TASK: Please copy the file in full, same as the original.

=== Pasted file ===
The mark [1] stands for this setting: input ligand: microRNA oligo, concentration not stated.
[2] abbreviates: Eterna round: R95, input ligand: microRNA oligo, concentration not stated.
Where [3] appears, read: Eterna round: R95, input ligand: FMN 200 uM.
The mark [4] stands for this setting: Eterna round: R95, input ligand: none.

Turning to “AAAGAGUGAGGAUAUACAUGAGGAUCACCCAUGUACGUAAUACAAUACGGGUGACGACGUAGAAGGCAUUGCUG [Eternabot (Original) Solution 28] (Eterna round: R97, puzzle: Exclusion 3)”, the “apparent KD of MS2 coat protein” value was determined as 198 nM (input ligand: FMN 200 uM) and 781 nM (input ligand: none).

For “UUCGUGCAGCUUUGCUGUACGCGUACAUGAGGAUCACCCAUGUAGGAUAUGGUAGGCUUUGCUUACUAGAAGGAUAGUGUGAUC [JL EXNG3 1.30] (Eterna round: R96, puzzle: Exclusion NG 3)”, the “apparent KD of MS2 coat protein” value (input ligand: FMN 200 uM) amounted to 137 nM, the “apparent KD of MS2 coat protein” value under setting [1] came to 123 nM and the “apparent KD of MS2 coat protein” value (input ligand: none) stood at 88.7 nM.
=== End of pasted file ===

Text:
The mark [1] stands for this setting: input ligand: microRNA oligo, concentration not stated.
[2] abbreviates: Eterna round: R95, input ligand: microRNA oligo, concentration not stated.
Where [3] appears, read: Eterna round: R95, input ligand: FMN 200 uM.
The mark [4] stands for this setting: Eterna round: R95, input ligand: none.

Turning to “AAAGAGUGAGGAUAUACAUGAGGAUCACCCAUGUACGUAAUACAAUACGGGUGACGACGUAGAAGGCAUUGCUG [Eternabot (Original) Solution 28] (Eterna round: R97, puzzle: Exclusion 3)”, the “apparent KD of MS2 coat protein” value was determined as 198 nM (input ligand: FMN 200 uM) and 781 nM (input ligand: none).

For “UUCGUGCAGCUUUGCUGUACGCGUACAUGAGGAUCACCCAUGUAGGAUAUGGUAGGCUUUGCUUACUAGAAGGAUAGUGUGAUC [JL EXNG3 1.30] (Eterna round: R96, puzzle: Exclusion NG 3)”, the “apparent KD of MS2 coat protein” value (input ligand: FMN 200 uM) amounted to 137 nM, the “apparent KD of MS2 coat protein” value under setting [1] came to 123 nM and the “apparent KD of MS2 coat protein” value (input ligand: none) stood at 88.7 nM.